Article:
Most importantly, even as we pray for our leaders, let us look towards the Hope that “will not lead us to disappointment” (Romans 5:5, NLT) and pray and long for the day when He will return to bring forth justice to all nations and restore all things.

A Quick Summary Of James 4:13-5:20

In James’ concluding words, we are reminded to align our purposes with God’s and be patient in our perseverance and love for others. We’d love to hear what are your key takeaways from this book!

 

What do You Pray About?

Day 29 | Today’s passage: James 5:13-18 | Historical context of James

13 Is anyone among you in trouble? Let them pray. Is anyone happy? Let them sing songs of praise. 14 Is anyone among you sick? Let them call the elders of the church to pray over them and anoint them with oil in the name of the Lord. 15 And the prayer offered in faith will make the sick person well; the Lord will raise them up. If they have sinned, they will be forgiven.
16 Therefore confess your sins to each other and pray for each other so that you may be healed. The prayer of a righteous person is powerful and effective.
17 Elijah was a human being, even as we are. He prayed earnestly that it would not rain, and it did not rain on the land for three and a half years. 18 Again he prayed, and the heavens gave rain, and the earth produced its crops.

What do you usually pray for or talk to God about?

I guess our prayers could be likened to the conversations we have.
The depth of our conversations reflects the depth of our relationships—what we choose to share and how we do so sheds light on the closeness of each relationship.
For instance, a conversation with a colleague would probably differ greatly from a conversation with a close friend.

Likewise, what and how we pray reflects our inner spiritual condition and how we’re doing in our relationship with God.

James addresses this in this passage as he speaks firstly of how we, as Christians, ought to respond in the different situations of life (vv. 13-15). When we are overwhelmed by the troubles and sorrows of life, we are to pray for wisdom amid the trials (1:2-5)—that we may see trials as an opportunity for great joy and a means to cultivate perseverance as we remember God’s sovereignty through it all. God knows what He is doing, and we can take heart in knowing that He will work out His good purposes even in the most terrible of situations.

When we are happy or in good spirits, we are to sing and praise God as we count our blessings and acknowledge that all good things come from our good Father (v. 13).

When we are sick, we are to call upon the elders of the church to pray over us, trusting that the “prayer offered in faith will make the sick person well” (v. 15). We could also take the opportunity to examine our hearts for any hidden sins and confess them before God.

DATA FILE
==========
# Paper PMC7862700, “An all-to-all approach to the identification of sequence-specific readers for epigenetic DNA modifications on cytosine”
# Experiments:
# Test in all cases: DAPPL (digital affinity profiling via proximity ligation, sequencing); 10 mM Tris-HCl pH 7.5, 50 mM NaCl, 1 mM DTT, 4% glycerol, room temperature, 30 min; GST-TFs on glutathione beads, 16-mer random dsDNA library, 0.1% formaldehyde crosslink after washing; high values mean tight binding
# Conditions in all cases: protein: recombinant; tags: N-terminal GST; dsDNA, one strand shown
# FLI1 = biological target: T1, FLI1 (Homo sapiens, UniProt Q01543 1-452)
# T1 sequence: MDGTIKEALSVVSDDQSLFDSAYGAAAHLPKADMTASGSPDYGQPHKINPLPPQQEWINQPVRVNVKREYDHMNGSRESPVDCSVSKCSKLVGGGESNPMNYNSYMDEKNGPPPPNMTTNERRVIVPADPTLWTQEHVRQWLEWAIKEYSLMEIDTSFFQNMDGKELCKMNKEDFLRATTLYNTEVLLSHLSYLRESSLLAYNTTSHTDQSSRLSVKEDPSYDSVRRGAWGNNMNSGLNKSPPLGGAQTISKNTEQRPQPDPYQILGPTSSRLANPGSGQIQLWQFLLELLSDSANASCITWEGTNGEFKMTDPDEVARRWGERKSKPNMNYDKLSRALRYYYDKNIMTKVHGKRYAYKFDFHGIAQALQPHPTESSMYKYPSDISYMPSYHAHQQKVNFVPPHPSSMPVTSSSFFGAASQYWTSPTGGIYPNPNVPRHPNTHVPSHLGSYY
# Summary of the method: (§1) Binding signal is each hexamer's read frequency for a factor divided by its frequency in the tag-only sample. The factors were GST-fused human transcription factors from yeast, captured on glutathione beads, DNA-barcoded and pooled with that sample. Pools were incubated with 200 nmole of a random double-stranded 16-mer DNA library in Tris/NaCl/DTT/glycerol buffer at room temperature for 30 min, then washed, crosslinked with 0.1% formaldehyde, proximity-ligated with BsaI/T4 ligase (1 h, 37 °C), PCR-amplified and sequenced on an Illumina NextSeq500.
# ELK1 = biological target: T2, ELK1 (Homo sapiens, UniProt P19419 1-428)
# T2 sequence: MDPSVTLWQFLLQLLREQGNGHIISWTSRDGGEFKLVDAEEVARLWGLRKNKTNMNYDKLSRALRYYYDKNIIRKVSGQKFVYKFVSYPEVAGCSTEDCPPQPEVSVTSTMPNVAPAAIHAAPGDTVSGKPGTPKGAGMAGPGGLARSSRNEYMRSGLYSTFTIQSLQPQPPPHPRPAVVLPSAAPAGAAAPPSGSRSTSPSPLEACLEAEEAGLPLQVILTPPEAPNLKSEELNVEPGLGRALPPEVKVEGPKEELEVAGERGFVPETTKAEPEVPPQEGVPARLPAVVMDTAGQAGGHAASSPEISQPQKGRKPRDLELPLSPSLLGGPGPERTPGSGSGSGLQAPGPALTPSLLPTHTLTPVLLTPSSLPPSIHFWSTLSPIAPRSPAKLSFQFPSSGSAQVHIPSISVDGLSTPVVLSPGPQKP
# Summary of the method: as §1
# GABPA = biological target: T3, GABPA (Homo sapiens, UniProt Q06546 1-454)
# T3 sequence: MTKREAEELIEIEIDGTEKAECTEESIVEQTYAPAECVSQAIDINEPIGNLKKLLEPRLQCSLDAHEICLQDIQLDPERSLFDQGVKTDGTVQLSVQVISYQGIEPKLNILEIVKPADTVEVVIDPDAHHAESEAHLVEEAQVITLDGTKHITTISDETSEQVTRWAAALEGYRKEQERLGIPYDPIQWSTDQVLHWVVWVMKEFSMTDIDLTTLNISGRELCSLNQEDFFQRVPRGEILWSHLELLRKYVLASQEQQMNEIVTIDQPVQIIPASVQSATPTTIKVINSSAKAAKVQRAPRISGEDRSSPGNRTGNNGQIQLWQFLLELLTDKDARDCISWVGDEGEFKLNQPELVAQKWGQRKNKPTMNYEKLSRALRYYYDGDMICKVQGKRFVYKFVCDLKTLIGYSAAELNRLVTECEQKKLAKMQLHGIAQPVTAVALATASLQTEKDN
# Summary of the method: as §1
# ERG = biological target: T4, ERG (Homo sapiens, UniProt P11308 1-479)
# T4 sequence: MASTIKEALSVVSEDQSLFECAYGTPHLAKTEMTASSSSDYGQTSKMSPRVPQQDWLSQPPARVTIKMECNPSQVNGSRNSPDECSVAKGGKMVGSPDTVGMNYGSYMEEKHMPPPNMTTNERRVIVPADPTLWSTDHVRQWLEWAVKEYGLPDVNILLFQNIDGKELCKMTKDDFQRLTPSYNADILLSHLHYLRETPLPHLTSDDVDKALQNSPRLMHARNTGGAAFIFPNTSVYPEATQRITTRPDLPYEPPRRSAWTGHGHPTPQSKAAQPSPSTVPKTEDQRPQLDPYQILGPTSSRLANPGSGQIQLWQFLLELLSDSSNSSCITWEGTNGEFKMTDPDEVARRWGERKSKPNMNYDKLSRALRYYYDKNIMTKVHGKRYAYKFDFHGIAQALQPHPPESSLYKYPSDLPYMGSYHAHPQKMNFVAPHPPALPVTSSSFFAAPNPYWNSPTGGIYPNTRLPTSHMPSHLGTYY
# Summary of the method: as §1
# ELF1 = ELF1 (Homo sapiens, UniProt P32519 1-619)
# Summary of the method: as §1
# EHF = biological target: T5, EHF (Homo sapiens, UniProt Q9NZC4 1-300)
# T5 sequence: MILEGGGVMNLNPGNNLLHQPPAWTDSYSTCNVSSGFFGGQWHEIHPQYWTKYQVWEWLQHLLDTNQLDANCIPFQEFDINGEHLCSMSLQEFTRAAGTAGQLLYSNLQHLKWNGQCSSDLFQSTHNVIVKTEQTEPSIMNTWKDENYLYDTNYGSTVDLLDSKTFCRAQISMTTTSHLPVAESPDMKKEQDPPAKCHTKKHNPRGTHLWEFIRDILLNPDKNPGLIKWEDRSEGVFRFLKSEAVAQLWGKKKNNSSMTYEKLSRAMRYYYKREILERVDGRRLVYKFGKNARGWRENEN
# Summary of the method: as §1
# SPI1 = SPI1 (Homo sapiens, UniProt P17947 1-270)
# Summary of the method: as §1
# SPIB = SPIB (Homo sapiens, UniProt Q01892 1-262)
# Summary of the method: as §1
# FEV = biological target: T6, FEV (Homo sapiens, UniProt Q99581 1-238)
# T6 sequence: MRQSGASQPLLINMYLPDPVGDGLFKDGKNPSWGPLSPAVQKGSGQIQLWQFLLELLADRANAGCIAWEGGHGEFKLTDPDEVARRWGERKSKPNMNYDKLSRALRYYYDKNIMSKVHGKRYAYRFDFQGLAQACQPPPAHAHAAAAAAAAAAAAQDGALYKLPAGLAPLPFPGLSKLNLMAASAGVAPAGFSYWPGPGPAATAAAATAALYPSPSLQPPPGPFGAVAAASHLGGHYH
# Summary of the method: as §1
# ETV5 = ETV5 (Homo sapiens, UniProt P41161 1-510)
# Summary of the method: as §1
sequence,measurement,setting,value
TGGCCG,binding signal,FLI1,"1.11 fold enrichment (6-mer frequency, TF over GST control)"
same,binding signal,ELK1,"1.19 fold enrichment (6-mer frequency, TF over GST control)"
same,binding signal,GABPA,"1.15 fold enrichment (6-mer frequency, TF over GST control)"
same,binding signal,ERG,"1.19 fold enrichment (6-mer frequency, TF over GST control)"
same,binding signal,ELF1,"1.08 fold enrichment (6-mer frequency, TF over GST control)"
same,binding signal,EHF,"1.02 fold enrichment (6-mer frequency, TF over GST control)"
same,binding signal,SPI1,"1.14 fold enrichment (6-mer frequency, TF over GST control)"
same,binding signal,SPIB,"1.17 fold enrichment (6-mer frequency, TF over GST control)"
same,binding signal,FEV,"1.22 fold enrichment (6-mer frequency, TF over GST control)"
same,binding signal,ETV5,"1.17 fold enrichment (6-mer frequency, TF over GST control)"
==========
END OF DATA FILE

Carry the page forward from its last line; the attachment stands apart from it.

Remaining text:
But what is a “prayer offered in faith”? How does one pray such a prayer of faith?

Hebrews 11:1 tells us that faith is “confidence in what we hope for and assurance about what we do not see”. A prayer made in faith is thus one that is made based on God’s promises and with the conviction that God will keep His word and fulfill it in His good timing. When we approach God in this manner, it brings great joy to His heart.

In verses 15-16, James stresses the importance of the confession of sin in prayer. We are to confess our sins to each other and pray for each other so that healing would take place (v. 16). James goes on to speak of the “righteous man” whose prayer is powerful and effective (v. 17). He is not referring to the self-righteous person who places his confidence in his accomplishments and good deeds; rather, he is referring to the humble person who recognizes God’s saving grace and mercy in his life and places his trust in the work and words of Christ alone.

The prophet Elijah, James says, is one such example to follow (1 Kings 17-18). And before we can protest that Elijah was in a different league, James quickly reminds us that Elijah was “a man just like us” (v. 17). Just like us, he had fears, insecurities, doubts and worries—even till the point where he wearied of life and prayed that God would take his life (1 Kings 19:4).
Yet Elijah knew his God and the Word. He took God’s promises to heart and trusted that God would fulfill His promises in His own perfect timing—which led to his passionate, faith-filled prayers (vv. 17-18)

Where does this leave us?

As we relate with God here on this side of eternity, we can grow in knowing Him and His promises through the reading of His Word. As we get acquainted with God’s promises, this will radically transform the way we pray. We will start praying prayers of faith that are based on the promises He has made to us, and we will be able to do so boldly—asking God to fulfill His promises in His own good and perfect timing.

Let’s start praying prayers of faith!

—Lydia Tan, Singapore

Questions for reflection

1. Take a moment to reflect on the prayers you’ve made recently. Were they prayers of faith . . . or were they more like prayers of desperation?

2. What is one thing you can change about the way you pray?

3. Write down a promise of God that you will include in your prayers today.

Hand-lettering by Rachel Tu


Lydia is an eternal optimist. Nothing seems to ever get her down, except maybe the thought of vegetables or needles. She’s happiest when she’s with people, puppies or preschoolers and appreciates the deep life lessons she learns while observing or interacting with them. She has a weakness for dark chocolates and pretty little trinkets (especially if they’re handmade!) and believes that there is beauty in the ‘impractical’.
A dreamer at heart, she is excited to be a part of God’s dream for the nations and loves tagging along with Him on the many adventures across continents. While not in action, she relishes in the simple slow walks with God in nature too.

Read 30-day James Devotional

A Quick Summary Of James 3:17-4:12

This week, we are reminded to pursue God and not the world. How do you intend to carry out these actions in your life?

(Once again, do note that no devotions will be sent over the weekend.)